While watching the Oprah show with my mother one day, she remarked how she had heard that Oprah was one of the richest women in the world.
Opinion by Thembe Sachikonye
When I replied in the affirmative, she then, with a very puzzled expression on her face asked: “But what does she do to become so rich? What is her profession?” Even as I told her that Oprah was a journalist, I had to admit to myself that my answer was less than satisfactory.
The truth is that Oprah probably made her fortune as much from being a celebrity as from being a journalist. And that begs the question, what, in fact, is a celebrity?
Because I love language and tend to think in terms of root words, it seemed logical to me that a celebrity should be someone who has done or achieved something for which they should be celebrated.
But when I think of the likes of Kim Kardashian, I have to wonder whether the achievement portion of that definition remains valid.
When I looked up definitions for celebrity, I found Wikipedia very helpful: A celebrity is a person who has a prominent profile and commands a great degree of public fascination and influence in day-to-day media.
The term is synonymous with wealth (commonly denoted as a person with fame and fortune), implied with great popular appeal, prominence in a particular field, and is easily recognised by the general public.(www.wikipedia.com).
Wikipedia went on to explain that while people may gain celebrity status as a result of a successful career in a particular field, others simply become celebrities because of the amount of attention the media lavishes on them.
The worst thing about celebrityhood for me is that the person doesn’t have to be useful to anyone else in any way whatsoever.
That’s a tragic waste of resources. With this in mind then, I guess one can begin to understand how the likes of Paris Hilton and Lady Gaga can become famous simply for being famous.
So how does a celebrity differ from a public figure? Why do we have such high expectations of the people we call public figures, to the point where we want them to resign when their misdemeanours — which usually don’t affect us at all — are made public.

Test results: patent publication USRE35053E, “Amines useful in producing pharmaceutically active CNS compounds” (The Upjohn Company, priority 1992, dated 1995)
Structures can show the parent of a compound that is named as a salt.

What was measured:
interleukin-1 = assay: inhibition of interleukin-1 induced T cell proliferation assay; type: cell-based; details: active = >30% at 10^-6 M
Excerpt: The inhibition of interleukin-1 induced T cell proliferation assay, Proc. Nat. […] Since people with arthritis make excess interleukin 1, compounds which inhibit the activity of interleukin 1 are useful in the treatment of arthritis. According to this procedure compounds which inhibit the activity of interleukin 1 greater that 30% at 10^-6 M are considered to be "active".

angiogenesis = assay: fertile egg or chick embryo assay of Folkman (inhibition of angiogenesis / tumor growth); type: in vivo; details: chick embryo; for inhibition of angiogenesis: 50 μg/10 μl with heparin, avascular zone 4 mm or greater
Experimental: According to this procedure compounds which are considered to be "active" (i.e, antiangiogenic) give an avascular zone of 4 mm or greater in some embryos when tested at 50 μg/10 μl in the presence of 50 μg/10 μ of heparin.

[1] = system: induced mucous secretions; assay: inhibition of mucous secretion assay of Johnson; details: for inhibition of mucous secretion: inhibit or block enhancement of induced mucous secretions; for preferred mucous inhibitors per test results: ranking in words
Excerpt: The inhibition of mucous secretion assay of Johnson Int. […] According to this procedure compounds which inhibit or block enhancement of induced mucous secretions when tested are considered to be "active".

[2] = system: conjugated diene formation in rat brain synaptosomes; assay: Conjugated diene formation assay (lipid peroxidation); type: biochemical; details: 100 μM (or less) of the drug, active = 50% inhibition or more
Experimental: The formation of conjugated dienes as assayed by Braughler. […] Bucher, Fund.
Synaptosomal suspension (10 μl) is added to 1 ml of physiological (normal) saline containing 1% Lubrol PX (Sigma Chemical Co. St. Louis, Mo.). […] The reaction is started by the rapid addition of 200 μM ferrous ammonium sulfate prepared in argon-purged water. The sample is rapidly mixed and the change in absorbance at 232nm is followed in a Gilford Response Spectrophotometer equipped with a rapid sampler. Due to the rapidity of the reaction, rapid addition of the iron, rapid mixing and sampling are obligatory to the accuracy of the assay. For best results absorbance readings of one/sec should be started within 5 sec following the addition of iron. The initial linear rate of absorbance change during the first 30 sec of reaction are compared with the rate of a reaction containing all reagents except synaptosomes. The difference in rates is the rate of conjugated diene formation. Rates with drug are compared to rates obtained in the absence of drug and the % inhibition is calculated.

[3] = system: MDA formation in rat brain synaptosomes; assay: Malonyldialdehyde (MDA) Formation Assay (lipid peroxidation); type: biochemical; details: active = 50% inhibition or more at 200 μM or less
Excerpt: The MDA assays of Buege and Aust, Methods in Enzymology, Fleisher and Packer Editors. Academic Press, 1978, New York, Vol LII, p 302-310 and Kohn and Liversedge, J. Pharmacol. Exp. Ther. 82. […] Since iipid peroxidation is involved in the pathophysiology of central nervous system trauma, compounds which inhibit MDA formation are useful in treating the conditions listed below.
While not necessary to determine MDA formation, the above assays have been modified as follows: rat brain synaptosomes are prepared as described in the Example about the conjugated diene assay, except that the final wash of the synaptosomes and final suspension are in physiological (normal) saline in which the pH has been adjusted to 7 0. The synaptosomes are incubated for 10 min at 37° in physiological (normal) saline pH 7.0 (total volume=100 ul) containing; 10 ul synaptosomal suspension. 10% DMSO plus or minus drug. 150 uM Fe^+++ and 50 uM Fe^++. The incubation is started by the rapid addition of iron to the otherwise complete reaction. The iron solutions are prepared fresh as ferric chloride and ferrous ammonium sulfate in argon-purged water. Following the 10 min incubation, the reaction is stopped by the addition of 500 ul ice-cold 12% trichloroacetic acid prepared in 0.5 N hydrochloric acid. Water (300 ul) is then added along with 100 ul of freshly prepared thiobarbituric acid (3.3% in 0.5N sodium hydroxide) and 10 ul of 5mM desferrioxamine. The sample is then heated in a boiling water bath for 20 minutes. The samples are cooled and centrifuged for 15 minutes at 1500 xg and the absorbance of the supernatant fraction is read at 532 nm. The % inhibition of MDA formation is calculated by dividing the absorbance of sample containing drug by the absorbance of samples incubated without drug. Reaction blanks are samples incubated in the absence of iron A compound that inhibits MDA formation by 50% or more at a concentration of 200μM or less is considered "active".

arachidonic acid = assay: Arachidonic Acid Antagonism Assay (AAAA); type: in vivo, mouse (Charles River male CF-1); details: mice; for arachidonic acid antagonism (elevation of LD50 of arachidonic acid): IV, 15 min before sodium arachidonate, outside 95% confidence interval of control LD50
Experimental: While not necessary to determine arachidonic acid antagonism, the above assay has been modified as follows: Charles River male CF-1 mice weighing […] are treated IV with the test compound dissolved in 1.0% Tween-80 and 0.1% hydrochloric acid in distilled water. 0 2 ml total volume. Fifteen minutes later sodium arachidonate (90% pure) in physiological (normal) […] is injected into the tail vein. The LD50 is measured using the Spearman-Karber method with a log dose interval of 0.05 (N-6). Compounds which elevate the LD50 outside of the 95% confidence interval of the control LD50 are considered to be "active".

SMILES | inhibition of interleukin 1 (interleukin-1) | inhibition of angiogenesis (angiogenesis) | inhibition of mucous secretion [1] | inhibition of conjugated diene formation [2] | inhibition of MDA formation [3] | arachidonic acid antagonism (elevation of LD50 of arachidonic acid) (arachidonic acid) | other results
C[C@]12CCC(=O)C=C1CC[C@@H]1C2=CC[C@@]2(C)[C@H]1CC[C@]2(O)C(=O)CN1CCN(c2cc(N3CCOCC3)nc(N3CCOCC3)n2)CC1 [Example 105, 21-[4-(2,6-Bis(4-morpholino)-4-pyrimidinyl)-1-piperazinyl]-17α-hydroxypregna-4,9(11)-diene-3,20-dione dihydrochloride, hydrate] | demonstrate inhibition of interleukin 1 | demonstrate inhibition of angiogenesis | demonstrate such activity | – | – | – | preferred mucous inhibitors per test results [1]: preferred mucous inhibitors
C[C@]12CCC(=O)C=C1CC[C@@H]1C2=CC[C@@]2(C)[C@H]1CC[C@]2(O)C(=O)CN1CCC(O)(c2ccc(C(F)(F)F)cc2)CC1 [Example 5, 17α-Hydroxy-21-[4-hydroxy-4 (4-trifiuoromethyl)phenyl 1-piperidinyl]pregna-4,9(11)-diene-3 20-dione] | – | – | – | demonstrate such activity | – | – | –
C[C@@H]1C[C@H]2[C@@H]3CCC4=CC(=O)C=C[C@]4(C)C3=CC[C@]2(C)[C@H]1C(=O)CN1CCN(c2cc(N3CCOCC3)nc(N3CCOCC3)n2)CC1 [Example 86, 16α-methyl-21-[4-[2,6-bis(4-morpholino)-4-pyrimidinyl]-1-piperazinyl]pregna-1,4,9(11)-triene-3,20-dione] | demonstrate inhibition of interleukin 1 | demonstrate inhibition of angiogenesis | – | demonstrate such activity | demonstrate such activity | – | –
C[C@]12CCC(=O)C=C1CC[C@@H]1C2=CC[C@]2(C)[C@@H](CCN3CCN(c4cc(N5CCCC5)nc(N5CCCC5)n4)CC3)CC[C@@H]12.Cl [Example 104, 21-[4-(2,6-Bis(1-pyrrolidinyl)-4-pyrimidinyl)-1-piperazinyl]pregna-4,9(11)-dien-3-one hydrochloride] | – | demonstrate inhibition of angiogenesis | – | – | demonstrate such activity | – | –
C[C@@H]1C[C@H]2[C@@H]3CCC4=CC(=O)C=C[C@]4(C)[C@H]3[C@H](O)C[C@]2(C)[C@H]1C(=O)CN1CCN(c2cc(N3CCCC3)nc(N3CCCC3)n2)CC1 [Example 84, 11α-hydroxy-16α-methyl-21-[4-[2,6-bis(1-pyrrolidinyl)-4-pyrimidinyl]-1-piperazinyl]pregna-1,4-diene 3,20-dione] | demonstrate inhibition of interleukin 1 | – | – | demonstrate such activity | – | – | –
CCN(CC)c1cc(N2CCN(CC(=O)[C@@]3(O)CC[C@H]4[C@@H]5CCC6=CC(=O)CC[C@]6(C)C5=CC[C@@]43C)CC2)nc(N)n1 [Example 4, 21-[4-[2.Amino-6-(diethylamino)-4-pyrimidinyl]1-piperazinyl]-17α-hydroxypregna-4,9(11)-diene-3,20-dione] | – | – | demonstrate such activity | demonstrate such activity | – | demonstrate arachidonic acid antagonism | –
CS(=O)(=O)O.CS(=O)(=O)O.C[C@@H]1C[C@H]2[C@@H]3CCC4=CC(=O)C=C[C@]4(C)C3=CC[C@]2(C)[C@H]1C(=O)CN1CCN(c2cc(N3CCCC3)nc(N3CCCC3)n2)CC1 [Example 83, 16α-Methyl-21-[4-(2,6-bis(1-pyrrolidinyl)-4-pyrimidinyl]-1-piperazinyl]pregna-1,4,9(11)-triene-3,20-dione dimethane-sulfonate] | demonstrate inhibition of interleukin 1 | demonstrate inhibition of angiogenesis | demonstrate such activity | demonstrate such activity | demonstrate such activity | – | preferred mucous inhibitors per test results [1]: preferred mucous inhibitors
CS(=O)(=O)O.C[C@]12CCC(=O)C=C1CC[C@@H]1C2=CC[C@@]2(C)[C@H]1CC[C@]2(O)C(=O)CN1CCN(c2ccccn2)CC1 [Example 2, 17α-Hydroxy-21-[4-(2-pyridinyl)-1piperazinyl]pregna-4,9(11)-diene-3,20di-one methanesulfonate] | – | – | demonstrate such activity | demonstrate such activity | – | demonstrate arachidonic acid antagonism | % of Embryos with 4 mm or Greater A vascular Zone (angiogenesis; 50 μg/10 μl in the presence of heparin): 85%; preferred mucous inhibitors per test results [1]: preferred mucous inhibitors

Yet we relish the misdemeanours of celebrities, secretly hoping they will do something even more outrageous in the next episode of our tenuous contact with them.
Zimbabwe is not immune to the influence of a largely westernised pop culture. We too have those we call celebrities though I think most of our “famous for being famous” celebrities actually do have a talent or two that is cause for celebration.
Headlining stripper Bev (see, she doesn’t even need a surname any more — a true mark of celebrityhood) and sensuous dancer Sandra Ndebele may not be your cup of tea, but you have to admit they have skills that you and I might be hardpressed to demonstrate and are, therefore, in their own way due a measure of celebrity.
But what about those who do remarkable and useful things that no one ever gets to hear about? This evening we will hold the second annual NewsDay People’s Choice Awards ceremony, a project that celebrates the unsung heroes in Zimbabwe.
These are ordinary people doing extraordinary things that help others.
A most fitting guest of honour for this event is Graca Machel, former First Lady of Mozambique and now wife South Africa’s first President Nelson Mandela.
Now here is a woman worth celebrating! And no, it’s not because she has married two significant African presidents (though that in itself is significant whether you like it or not. After all, how many presidents have you married?).
She is worth celebrating because her track record of advocacy for women and children’s rights spans many decades, because she epitomises, for me (and I am sure for thousands of other African
women), the essence of gracious, dignified and smart woman power.
To achieve an increase in primary school enrolment from 40% of children in 1975 to over 90% of boys and 75% of girls by 1989 as she did while she was Education minister in Mozambique is truly remarkable. Her groundbreaking report to the United Nations (UN) on the impact of armed conflict on children established a new and innovative agenda for the comprehensive protection of children caught up in war, changing the policy and practice of governments, UN agencies, and international and national civil society. (www.thecommonwealth.org)
To impact the lives of women and children, affect governments, change nations and do all of this without courting cheap publicity or turning oneself into a spectacle, is to live a useful powerful life.
I would rather do that than be a celebrity.
Thembe Khumalo Sachikonye writes in her personal capacity.
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